I have a large .sln file with many projects.

I just made a change in project A and it builds nine other projects that project A references, but that had no code change.

Is there a trick to speed this process up?

  • The way you state this it clearly seems to be a bug. If A changes, projects A depends on should not rebuild, only projects which depend on A. In previous versions of VS, I have seen this happening when custom-build steps were involved. – sbi Jun 7 '10 at 18:21

Divide and conquer: Limit the amount of build time that goes on in your solution by creating additional solutions that contain logical subsets of projects you're working on. This limits your scope and will speed up builds.

See the The Partitioned Single Solution Model in this MSDN article: http://msdn.microsoft.com/en-us/library/ee817674.aspx

Key quote from the article:

Separate solution files allow you to work on smaller subsystems within your overall system 
but retain the key benefits of project references. Within each subsolution file, 
project references are used between constituent projects.
  • So, this method would have you create a solution with one project (Project A in this example) that simply references the DLLs from all the other projects instead of all the other projects? So when you build you only recompile one project. – wcm Jun 7 '10 at 18:41
  • Not necessarily just one project but possibly. – Paul Sasik Jun 7 '10 at 19:58

This happens when a project has a file that doesn't really exist.
The project can't determine if the file was changed (because it's not there) so it rebuilds.

Simply look at all the files in the project, and search for the one that doesn't have an expandable arrow near it.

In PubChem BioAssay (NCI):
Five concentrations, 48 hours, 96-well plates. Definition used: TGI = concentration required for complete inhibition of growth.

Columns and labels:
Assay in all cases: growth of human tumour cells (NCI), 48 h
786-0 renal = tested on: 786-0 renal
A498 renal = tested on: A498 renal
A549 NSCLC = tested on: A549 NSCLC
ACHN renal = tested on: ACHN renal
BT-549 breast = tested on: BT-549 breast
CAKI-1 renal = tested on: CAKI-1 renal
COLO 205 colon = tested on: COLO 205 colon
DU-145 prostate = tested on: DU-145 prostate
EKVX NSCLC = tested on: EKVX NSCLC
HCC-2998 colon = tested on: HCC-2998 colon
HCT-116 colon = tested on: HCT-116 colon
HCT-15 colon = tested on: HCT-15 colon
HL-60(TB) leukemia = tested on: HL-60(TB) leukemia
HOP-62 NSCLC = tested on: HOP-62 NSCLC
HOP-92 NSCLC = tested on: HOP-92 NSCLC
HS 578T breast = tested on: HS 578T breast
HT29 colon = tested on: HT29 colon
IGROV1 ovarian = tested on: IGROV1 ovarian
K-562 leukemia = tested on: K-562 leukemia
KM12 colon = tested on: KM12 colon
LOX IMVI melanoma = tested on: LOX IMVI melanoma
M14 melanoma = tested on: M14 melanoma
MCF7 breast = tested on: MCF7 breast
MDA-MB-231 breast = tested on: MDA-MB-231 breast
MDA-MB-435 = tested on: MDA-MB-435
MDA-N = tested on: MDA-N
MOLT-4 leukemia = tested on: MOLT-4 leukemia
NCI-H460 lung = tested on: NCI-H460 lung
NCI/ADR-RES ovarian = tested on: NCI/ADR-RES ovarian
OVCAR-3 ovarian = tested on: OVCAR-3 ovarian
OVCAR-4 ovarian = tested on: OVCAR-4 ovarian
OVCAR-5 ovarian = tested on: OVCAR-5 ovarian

• Expandable arrow? Isn't that only for GUI classes (e.g. Windows Forms) and similar compound stuff? In one of my projects/solutions, I have lots of .cs files (that all exist) that have stand-alone simple classes in them, and they don't have an arrow. – Peter Mortensen Dec 10 '17 at 17:29

Selecting 'build only' when right-clicking the project A should do the trick. I am not sure if there is a way to keep it from building referenced projects as well when building the solution (which is what the standard 'build' command does).


Make sure your project dependencies are correct. Right click on the project and go to "Project Dependencies." Make sure that each project only depends on the minimal set of other projects that are needed to link.


Change the build output verbosity to detailed and see what it says at the top. In my case, it told me the project wasn't up to date because of a file that was missing.


Another thing to look for, because it just happened to me, is that if you synchronise your view using ClearCase while your solution is open and some of your code was updated by the synch, it sometimes sets the timestamps incorrectly on the files, so it keeps thinking your source files have been modified and compiling your project every time.

To fix this I had to close the solution and reopen it again, and it behaved as expected.

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